How EvMed Misled Me—The ASA saga

The history of medicine is replete with examples of the disasters that result when clinical practice is guided by theory alone. For instance, in the early 20th century sudden infant death was attributed to suffocation caused by an enlarged thymus.1 Thousands of infants received radiation treatment that created an epidemic of thyroid cancer, with new cases still emerging 45 years after exposure.2 

Such examples make most of us in evolutionary medicine extremely wary of basing clinical advice on theory. However, recommending aspirin to prevent strokes and heart attacks seemed like a sure thing. In modern environments, bleeding is less of a risk, and clots in coronary or cerebral arteries are a much more of a risk, than in ancestral environments. Taking a baby aspirin every day should adjust the tradeoffs to help our ancient bodies cope better with modern environments.  Also, studies showing that a baby aspirin a day reduced heart attacks by more than 25% led medical organizations to endorse aspirin for prevention.3

The data supported the evolutionary theory, so I started taking a daily aspirin, and I recommended that my patients over 50 years old do the same. Millions of people took an aspirin every day for years. But it is becoming clear that even solid theory and supporting data are not enough.

The first warnings came from new studies showing that even small doses of aspirin caused more gastrointestinal bleeds than expected. Then, late in 2017, the results of a double-blind long-term study were published. The ARRIVE trial enrolled over 12,000 subjects averaging 55-60 years of age with an average risk for a heart attack; half got aspirin half got placebo. At the end of five years, cardiovascular death, myocardial infarction, unstable angina, stroke, or transient ischemic attack had occurred in 4.29% of the aspirin group, and 4.48% of the placebo group.4 The rate of gastrointestinal bleeding was twice as high for the aspirin group. I stopped taking aspirin and decided to write this article.

This will not be the last word on the issue; compliance was inconsistent, and the results may not generalize to people with higher risk. Patients who have had a cardiac event should not stop their aspirin. But the trial offers yet more evidence that there is no substitute for a controlled trial with random assignment…and that clinical recommendations based on apparently solid evolutionary thinking may not be justified, even when apparently supported by data.

  1. Symmers D. The Cause of Sudden Death in Status Lymphaticus. Am J Dis Child. 1917 Dec 1;14(6):463–9.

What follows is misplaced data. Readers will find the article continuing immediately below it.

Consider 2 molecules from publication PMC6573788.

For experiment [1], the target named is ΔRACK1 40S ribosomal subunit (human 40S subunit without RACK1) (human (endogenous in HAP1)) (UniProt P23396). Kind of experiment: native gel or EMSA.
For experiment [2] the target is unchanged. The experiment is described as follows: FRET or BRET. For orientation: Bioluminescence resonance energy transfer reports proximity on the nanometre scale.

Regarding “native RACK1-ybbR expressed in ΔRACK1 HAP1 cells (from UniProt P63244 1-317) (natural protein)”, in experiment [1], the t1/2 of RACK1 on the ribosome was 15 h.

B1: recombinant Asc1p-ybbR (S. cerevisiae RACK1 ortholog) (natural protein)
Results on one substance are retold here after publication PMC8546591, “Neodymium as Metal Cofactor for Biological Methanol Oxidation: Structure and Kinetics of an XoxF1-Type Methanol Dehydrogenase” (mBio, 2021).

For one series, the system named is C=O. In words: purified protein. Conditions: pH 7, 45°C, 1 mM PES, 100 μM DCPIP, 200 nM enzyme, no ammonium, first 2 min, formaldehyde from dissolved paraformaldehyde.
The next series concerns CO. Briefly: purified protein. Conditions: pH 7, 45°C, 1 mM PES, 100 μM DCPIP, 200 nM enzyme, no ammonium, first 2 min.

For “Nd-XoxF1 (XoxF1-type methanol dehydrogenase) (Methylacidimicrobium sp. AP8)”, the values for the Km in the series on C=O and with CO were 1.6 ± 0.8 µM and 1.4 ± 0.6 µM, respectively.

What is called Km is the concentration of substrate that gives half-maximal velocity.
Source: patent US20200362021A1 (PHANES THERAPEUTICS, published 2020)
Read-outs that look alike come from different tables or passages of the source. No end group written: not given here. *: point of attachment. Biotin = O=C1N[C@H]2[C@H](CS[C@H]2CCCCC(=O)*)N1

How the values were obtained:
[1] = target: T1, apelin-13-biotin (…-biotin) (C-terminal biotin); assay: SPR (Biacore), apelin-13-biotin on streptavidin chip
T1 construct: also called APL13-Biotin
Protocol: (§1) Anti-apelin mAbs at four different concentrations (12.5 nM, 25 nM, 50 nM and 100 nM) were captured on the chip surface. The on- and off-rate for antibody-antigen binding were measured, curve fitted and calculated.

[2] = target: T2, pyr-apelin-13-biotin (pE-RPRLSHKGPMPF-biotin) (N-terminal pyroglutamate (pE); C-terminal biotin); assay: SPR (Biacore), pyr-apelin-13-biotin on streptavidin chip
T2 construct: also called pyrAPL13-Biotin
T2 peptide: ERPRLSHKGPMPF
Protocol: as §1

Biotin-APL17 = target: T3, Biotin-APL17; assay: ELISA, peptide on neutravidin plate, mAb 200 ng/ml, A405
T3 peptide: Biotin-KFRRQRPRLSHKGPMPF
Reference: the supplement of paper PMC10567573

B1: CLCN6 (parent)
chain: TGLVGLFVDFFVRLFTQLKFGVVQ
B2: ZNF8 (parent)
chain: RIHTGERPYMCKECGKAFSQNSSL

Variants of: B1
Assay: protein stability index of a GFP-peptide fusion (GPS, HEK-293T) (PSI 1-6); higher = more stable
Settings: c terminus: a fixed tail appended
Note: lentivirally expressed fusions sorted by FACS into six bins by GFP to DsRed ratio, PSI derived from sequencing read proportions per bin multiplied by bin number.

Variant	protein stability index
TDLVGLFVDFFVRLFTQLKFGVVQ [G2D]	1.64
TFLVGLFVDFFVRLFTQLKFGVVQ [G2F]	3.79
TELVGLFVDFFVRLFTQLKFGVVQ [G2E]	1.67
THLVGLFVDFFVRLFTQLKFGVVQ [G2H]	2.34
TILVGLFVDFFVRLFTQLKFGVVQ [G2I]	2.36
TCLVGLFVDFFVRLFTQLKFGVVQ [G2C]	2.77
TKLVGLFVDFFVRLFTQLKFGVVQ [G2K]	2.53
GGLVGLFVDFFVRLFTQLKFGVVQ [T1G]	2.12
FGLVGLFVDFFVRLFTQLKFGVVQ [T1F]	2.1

2. Adams (Michael) Jacob, Shore RE, Dozier A, Lipshultz SE, Schwartz RG, Constine LS, et al. Thyroid Cancer Risk 40+ Years after Irradiation for an Enlarged Thymus: An Update of the Hempelmann Cohort. Radiat Res. 2010 Dec;174(6):753–62.
  3. Patrono C, García Rodríguez LA, Landolfi R, Baigent C. Low-Dose Aspirin for the Prevention of Atherothrombosis. N Engl J Med. 2005 Dec 1;353(22):2373–83.
  4. Gaziano JM, Brotons C, Coppolecchia R, Cricelli C, Darius H, Gorelick PB, et al. Use of aspirin to reduce risk of initial vascular events in patients at moderate risk of cardiovascular disease (ARRIVE): a randomised, double-blind, placebo-controlled trial. The Lancet. 2018 Sep 22;392(10152):1036–46.
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After 60 years, the seminal Williams paper on aging is aging well

After 60 years, the seminal Williams paper on aging is aging well

The paper George Williams published in 1957 about senescence has inspired much of the field of evolutionary medicine.  I never heard about it in medical school, but the evolutionary biologists I was talking with at the University of Michigan in the 1980’s said I should get a copy. Reading it changed my life. If aging has an evolutionary explanation, what about everything else in medicine?  I spent a summer in the library finding and analyzing data on survival curves for animals in the wild.  They showed that senescence greatly decreases fitness for many species in the wild, contradicting the the mutation accumulation theory, and supporting Williams’ idea of antagonistic pleiotropy. That led to publications and a wonderful collaboration with George for the next two decades. 
Now 60 years after its publication, Williams’ article remains fresh. In a new article in Evolution, Laillard and Lemaître offer a review of the paper, and the status of the hypotheses it proposed. I hope it inspires many people to read the original paper that inspired much of the progress in evolutionary medicine. 
Gaillard, J.-M., & Lemaître, J.-F. (2017). The Williams’ legacy: A critical reappraisal of his nine predictions about the evolution of senescence. Evolution.
Abstract:  Williams’ evolutionary theory of senescence based on antagonistic pleiotropy has become a landmark in evolutionary biology, and more recently in biogerontology and evolutionary medicine. In his original article, Williams launched a set of nine “testable deductions” from his theory. Although some of these predictions have been repeatedly discussed, most have been overlooked and no systematic evaluation of the whole set of Williams’ original predictions has been performed. For the sixtieth anniversary of the publication of the Williams’ article, we provide an updated evaluation of all these predictions. We present the pros and cons of each prediction based on recent accumulation of both theoretical and empirical studies performed in the laboratory and in the wild. From our viewpoint, six predictions are mostly supported by our current knowledge at least under some conditions (although Williams’ theory cannot thoroughly explain why for some of them). Three predictions, all involving the timing of senescence, are not supported. Our critical review of Williams’ predictions highlights the importance of William’s contribution and clearly demonstrates that, 60 years after its publication, his article does not show any sign of senescence.